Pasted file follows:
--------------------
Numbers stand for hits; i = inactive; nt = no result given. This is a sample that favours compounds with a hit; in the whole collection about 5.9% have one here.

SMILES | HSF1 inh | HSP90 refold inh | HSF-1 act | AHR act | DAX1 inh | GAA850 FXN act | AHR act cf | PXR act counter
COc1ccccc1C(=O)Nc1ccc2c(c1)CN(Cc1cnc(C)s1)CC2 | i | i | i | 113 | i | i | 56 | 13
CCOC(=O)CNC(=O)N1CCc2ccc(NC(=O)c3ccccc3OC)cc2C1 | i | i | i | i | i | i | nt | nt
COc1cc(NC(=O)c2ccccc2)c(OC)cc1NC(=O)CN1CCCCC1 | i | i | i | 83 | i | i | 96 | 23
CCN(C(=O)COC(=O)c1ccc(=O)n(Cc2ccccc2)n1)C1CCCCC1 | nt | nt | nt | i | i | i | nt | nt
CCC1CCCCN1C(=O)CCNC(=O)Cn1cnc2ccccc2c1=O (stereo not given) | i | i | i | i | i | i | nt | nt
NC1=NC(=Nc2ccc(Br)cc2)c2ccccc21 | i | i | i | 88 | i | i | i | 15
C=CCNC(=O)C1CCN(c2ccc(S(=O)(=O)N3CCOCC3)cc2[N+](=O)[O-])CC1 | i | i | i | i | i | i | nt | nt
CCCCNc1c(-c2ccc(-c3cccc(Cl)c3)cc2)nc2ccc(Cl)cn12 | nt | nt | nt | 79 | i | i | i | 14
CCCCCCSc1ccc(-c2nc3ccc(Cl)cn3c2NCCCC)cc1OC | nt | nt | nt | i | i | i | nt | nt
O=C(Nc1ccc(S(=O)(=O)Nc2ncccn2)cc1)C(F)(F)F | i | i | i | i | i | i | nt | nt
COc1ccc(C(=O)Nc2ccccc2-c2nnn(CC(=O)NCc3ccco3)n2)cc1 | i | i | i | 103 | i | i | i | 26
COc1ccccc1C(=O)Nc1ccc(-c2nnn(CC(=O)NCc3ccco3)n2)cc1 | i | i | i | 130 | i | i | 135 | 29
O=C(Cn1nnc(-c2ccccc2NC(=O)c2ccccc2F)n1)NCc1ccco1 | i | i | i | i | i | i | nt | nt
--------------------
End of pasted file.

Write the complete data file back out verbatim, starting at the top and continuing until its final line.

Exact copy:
Numbers stand for hits; i = inactive; nt = no result given. This is a sample that favours compounds with a hit; in the whole collection about 5.9% have one here.

SMILES | HSF1 inh | HSP90 refold inh | HSF-1 act | AHR act | DAX1 inh | GAA850 FXN act | AHR act cf | PXR act counter
COc1ccccc1C(=O)Nc1ccc2c(c1)CN(Cc1cnc(C)s1)CC2 | i | i | i | 113 | i | i | 56 | 13
CCOC(=O)CNC(=O)N1CCc2ccc(NC(=O)c3ccccc3OC)cc2C1 | i | i | i | i | i | i | nt | nt
COc1cc(NC(=O)c2ccccc2)c(OC)cc1NC(=O)CN1CCCCC1 | i | i | i | 83 | i | i | 96 | 23
CCN(C(=O)COC(=O)c1ccc(=O)n(Cc2ccccc2)n1)C1CCCCC1 | nt | nt | nt | i | i | i | nt | nt
CCC1CCCCN1C(=O)CCNC(=O)Cn1cnc2ccccc2c1=O (stereo not given) | i | i | i | i | i | i | nt | nt
NC1=NC(=Nc2ccc(Br)cc2)c2ccccc21 | i | i | i | 88 | i | i | i | 15
C=CCNC(=O)C1CCN(c2ccc(S(=O)(=O)N3CCOCC3)cc2[N+](=O)[O-])CC1 | i | i | i | i | i | i | nt | nt
CCCCNc1c(-c2ccc(-c3cccc(Cl)c3)cc2)nc2ccc(Cl)cn12 | nt | nt | nt | 79 | i | i | i | 14
CCCCCCSc1ccc(-c2nc3ccc(Cl)cn3c2NCCCC)cc1OC | nt | nt | nt | i | i | i | nt | nt
O=C(Nc1ccc(S(=O)(=O)Nc2ncccn2)cc1)C(F)(F)F | i | i | i | i | i | i | nt | nt
COc1ccc(C(=O)Nc2ccccc2-c2nnn(CC(=O)NCc3ccco3)n2)cc1 | i | i | i | 103 | i | i | i | 26
COc1ccccc1C(=O)Nc1ccc(-c2nnn(CC(=O)NCc3ccco3)n2)cc1 | i | i | i | 130 | i | i | 135 | 29
O=C(Cn1nnc(-c2ccccc2NC(=O)c2ccccc2F)n1)NCc1ccco1 | i | i | i | i | i | i | nt | nt